• CERT_SUBJECT: Defines the certificate subject of the instance. Required if memberAuthType contains CERT_SUBJECT.


It is not possible to use adoptFromGR=true with any option except memberAuthType=password.

The following example creates a cluster, cluster1 which sets client SSL connections and connections opened by Group Replication from one server to another to VERIFY_IDENTITY, and sets the authentication of the internal replication accounts to require a client certificate:

        cluster = dba.createCluster("cluster1", { "memberSslMode": "VERIFY_IDENTITY", "memberAuthType":"CERT_SUBJECT", 
        "certIssuer":"/CN=MyCertAuthority", "certSubject": "/CN=mysql-1.local"});

The following example shows how to add an instance to a cluster using "memberAuthType":"CERT_SUBJECT":

        cluster.addInstance("mysql-2.local", {"certSubject": "/CN=mysql-2.local"});

For more information on replication and encrypted connections, see Setting Up Replication to Use Encrypted Connections.

Creating an Allowlist of Servers


This applies only to the XCOM communication stack.

createCluster(), addInstance(), and rejoinInstance() methods enable you to optionally specify a list of approved servers, referred to as an allowlist. By specifying the allowlist explicitly in this way you can increase the security of your cluster because only servers in the allowlist can connect to the cluster.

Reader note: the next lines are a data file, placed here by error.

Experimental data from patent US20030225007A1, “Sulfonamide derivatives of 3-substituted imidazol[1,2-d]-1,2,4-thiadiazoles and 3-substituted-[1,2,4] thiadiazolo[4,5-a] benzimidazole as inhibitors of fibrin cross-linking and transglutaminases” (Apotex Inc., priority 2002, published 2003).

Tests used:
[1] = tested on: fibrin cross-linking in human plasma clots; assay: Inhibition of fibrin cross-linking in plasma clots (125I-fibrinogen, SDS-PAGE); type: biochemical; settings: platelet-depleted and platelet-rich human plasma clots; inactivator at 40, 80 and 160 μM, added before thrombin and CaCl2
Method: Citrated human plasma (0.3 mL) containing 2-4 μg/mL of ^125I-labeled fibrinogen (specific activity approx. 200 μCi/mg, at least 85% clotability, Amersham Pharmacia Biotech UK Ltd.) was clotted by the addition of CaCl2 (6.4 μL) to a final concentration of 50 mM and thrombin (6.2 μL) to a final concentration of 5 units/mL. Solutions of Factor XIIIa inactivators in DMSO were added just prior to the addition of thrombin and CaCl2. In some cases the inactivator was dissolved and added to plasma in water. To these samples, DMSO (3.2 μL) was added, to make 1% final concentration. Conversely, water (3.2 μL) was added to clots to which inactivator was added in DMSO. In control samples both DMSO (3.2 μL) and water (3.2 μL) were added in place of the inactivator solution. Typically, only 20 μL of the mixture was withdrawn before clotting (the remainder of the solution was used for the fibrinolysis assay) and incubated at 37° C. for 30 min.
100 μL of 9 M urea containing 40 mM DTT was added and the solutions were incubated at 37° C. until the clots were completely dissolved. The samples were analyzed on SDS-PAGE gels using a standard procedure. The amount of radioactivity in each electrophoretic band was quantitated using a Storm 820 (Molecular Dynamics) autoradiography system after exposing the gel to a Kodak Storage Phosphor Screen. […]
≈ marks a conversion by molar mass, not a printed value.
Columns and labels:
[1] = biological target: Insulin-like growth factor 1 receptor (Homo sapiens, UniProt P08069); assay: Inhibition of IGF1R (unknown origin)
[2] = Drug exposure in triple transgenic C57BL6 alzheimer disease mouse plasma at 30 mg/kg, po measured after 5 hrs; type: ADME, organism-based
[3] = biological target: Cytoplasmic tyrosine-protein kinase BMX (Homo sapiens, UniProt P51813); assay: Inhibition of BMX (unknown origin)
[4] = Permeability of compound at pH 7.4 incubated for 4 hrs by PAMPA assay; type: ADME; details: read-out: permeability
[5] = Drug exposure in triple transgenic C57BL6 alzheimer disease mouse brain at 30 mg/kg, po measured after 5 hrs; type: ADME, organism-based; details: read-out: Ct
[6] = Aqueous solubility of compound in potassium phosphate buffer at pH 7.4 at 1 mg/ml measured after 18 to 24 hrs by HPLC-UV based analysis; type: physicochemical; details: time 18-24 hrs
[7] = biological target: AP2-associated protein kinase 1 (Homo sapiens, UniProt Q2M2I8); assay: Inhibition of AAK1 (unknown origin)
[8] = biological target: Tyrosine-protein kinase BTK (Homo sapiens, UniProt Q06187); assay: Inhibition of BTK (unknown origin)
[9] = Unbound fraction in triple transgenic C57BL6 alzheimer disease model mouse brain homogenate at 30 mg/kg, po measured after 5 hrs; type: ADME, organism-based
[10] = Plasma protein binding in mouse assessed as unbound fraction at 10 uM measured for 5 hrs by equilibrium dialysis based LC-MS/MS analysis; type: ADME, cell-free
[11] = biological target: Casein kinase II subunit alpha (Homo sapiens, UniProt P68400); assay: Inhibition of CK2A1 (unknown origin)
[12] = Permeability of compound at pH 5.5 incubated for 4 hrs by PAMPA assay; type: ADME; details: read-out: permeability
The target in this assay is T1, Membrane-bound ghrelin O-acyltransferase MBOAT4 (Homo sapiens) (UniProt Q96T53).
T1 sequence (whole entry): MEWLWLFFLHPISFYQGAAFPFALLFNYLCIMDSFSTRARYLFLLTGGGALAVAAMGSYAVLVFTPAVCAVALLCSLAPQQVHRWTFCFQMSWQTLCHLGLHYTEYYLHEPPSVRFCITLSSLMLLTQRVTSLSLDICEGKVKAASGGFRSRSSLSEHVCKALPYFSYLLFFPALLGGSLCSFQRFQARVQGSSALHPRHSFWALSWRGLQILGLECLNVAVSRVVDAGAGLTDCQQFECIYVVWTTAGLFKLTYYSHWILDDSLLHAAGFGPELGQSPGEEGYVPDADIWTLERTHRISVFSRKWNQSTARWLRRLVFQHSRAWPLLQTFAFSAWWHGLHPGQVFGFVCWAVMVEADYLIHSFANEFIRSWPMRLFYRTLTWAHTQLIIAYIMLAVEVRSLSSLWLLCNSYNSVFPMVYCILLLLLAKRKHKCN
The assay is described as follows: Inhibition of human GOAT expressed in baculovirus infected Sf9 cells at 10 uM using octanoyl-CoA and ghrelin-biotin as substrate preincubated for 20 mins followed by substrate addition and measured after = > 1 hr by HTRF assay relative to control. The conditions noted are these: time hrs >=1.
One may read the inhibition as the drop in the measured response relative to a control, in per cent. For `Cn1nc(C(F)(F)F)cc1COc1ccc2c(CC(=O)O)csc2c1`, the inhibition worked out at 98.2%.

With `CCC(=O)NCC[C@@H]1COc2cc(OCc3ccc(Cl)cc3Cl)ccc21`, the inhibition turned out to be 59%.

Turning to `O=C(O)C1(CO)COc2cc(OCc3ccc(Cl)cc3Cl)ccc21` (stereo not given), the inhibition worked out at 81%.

You can also define an allowList on a running cluster, using Cluster.setOption() to specify the allowList for all members of the cluster, and Cluster.setInstanceOption() to specify the allowList for an individual member. See Section 7.5.1, “Setting Options for InnoDB Cluster”.

Using the ipAllowlist option configures the group_replication_ip_allowlist system variable on the instance. By default, if not specified explicitly, the allowlist is automatically set to the private network addresses that the server has network interfaces on. To configure the allowlist, specify the servers to add with the ipAllowlist option when using the method. IP addresses must be specified in IPv4 format. Pass the servers as a comma separated list, surrounded by quotes. For example:

mysql-js> cluster.addInstance("icadmin@ic-3:3306", {ipAllowlist: ","})

This configures the instance to only accept connections from servers at addresses and The allowlist can also include host names, which are resolved only when a connection request is made by another server.


Host names are inherently less secure than IP addresses in an allowlist. MySQL carries out FCrDNS verification, which provides a good level of protection, but can be compromised by certain types of attack. Specify host names in your allowlist only when strictly necessary, and ensure that all components used for name resolution, such as DNS servers, are maintained under your control. You can also implement name resolution locally using the hosts file, to avoid the use of external components.